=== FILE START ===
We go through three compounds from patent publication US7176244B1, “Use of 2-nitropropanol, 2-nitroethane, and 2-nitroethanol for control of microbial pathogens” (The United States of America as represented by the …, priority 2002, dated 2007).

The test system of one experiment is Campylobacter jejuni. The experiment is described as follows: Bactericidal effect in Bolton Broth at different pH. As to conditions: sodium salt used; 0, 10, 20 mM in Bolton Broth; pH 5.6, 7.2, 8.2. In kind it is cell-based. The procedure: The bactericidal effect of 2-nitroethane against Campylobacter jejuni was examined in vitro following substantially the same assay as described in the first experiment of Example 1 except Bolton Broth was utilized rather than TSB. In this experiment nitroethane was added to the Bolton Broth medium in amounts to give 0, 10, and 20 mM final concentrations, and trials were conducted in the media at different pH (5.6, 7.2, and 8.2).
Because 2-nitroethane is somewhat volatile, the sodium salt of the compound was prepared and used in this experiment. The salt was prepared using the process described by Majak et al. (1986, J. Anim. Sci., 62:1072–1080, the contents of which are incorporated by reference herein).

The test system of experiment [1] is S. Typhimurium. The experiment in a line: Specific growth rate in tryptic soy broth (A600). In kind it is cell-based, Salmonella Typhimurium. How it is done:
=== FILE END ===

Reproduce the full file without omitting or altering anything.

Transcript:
We go through three compounds from patent publication US7176244B1, “Use of 2-nitropropanol, 2-nitroethane, and 2-nitroethanol for control of microbial pathogens” (The United States of America as represented by the …, priority 2002, dated 2007).

The test system of one experiment is Campylobacter jejuni. The experiment is described as follows: Bactericidal effect in Bolton Broth at different pH. As to conditions: sodium salt used; 0, 10, 20 mM in Bolton Broth; pH 5.6, 7.2, 8.2. In kind it is cell-based. The procedure: The bactericidal effect of 2-nitroethane against Campylobacter jejuni was examined in vitro following substantially the same assay as described in the first experiment of Example 1 except Bolton Broth was utilized rather than TSB. In this experiment nitroethane was added to the Bolton Broth medium in amounts to give 0, 10, and 20 mM final concentrations, and trials were conducted in the media at different pH (5.6, 7.2, and 8.2).
Because 2-nitroethane is somewhat volatile, the sodium salt of the compound was prepared and used in this experiment. The salt was prepared using the process described by Majak et al. (1986, J. Anim. Sci., 62:1072–1080, the contents of which are incorporated by reference herein).

The test system of experiment [1] is S. Typhimurium. The experiment in a line: Specific growth rate in tryptic soy broth (A600). In kind it is cell-based, Salmonella Typhimurium. How it is done: